Sunday, November 27, 2011

“Don’t Go Anywhere!”

By Joann M. Ringelstetter

Having recently completed our fall photography for the year, I am reminded of a number of “situations” that occurred over the past couple of years during fall photographing. As we’ve explained before, we are always drawn to the counties that are west of us due to the hills and valleys which offer the best photo opportunities.

Often, when we are traveling up a ridge, we will see something down in the valley that would make a good photograph, so I stop the car on the hill. Sometimes the hills are very steep, so I engage the parking brake. As I do this, I often say to Ruth, “Don’t go anywhere!”

This is usually a source of laughter or at least a smile from Ruth, but this was not the case one time when I stopped the car on a steep incline to capture a barn down in the valley. I engaged the parking brake, said, “Don’t go anywhere,” grabbed my camera equipment, and hiked up the hill a bit further to compose my shot. As I was focusing on my subject far below in the valley, I saw Ruth coming towards me.

And then the conversation went like this:

Joann (smirking): “I thought I told you not to go anywhere.”

Ruth (looking sternly): “If you think I’m going to be sitting in the car when it rolls over the edge, you’ve got another think coming.”

Usually, I stop the car on the up side of the hill. In this case, I had stopped the car on the down side of the hill and it was apparently a little too scary-looking from that vantage point. The following photograph will give you some idea of what I’m talking about, but imagine it about twice as steep.

Speaking of scary, I am now going to share something that happened during a fall drive several years ago. We were out enjoying the fall colors in western Wisconsin and we decided to stop at a cheese factory to buy some cheese. This cheese factory had a very small parking area beside it and it was situated in a small town up on a ridge. I didn’t take a photo of this particular cheese factory, but here’s a photo of an old cheese factory in another area of Wisconsin.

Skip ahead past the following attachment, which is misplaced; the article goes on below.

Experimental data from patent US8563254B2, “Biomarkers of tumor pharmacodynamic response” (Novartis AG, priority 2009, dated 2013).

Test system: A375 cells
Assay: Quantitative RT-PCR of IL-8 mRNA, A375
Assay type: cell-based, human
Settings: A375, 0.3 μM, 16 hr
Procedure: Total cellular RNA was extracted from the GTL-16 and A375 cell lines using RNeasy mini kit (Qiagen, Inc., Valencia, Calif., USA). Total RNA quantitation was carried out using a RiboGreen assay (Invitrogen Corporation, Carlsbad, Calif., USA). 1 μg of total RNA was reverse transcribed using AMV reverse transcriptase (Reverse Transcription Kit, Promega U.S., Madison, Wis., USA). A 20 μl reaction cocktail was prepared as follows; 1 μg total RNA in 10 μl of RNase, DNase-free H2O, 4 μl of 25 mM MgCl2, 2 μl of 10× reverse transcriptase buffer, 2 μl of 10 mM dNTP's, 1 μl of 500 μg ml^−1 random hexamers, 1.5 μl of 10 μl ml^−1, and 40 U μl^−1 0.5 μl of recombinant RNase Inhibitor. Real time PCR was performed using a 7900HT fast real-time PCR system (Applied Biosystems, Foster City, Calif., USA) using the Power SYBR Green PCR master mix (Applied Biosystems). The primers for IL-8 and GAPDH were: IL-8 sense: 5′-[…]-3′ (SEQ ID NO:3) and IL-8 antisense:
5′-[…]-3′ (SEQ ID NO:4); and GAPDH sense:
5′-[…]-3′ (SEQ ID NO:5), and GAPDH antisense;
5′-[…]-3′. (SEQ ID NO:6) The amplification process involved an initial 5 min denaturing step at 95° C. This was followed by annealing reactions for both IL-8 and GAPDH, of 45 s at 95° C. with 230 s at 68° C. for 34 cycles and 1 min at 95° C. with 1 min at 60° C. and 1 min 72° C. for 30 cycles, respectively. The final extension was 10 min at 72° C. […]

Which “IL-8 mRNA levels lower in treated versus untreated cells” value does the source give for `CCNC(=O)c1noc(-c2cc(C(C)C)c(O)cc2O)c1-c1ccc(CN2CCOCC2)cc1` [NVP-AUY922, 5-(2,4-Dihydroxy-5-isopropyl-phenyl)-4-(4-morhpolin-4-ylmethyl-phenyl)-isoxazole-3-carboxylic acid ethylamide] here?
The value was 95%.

As we pulled up in front of the cheese factory, a couple in a maroon car pulled into the last remaining parking spot, so we parked the car out along the street. Before we entered the cheese factory, we noticed that there was a pasture at the edge of the parking lot and there were horses in the pasture. The barbed wire fence ran right along the edge of the blacktop and the pasture dropped steeply into the valley below.

After watching the horses for a bit, we went into the cheese factory and started looking at the different types of cheese that were for sale. Suddenly, a woman came running into the store shouting, “Who owns the maroon Buick?” It was one of those moments that seemed frozen in time. Everyone looked up, but no one answered for what seemed like a minute. This was probably due to the fact that people are usually calmly asking who owns a car so they can tell you that you left your lights on, but in this case, the woman seemed panicked.

Finally, a woman spoke up and said, “That’s our car,” to which the first woman replied, “Well, it just rolled over the edge and went down the hill.” Again, there was a frozen moment, and then the second woman said, “Oh, my god, my mother's in the back seat.” At this point, everything speeded up as someone called 911 and some of the men working in the cheese factory rushed outside to see what they could do. We immediately went to our car and drove away so that we wouldn’t be in the way when the ambulance arrived. As we drove to our favorite apple orchard, it was very quiet because we were basically in shock over what had just happened at the cheese factory.

When we returned to the parking lot after purchasing our apples, we ran into someone who had stayed at the cheese factory to see how things turned out. He explained to us that the woman in the back seat was a little banged up, but she was okay. We thanked him for the update, which made us feel a whole lot better, and then we headed on down the road.

As we drove along admiring the beautiful autumn day and feeling relief that the woman in the back seat had survived the ordeal with the runaway car, my sense of humor took over. I said, rather sheepishly, “You know that couple in the maroon car? Well, the man was the one who parked the car and the woman was the one who said, 'My mother’s in the back seat,' so it would have been the man’s mother-in law…” And that’s all I’m going to say.

Happy Shunpiking!

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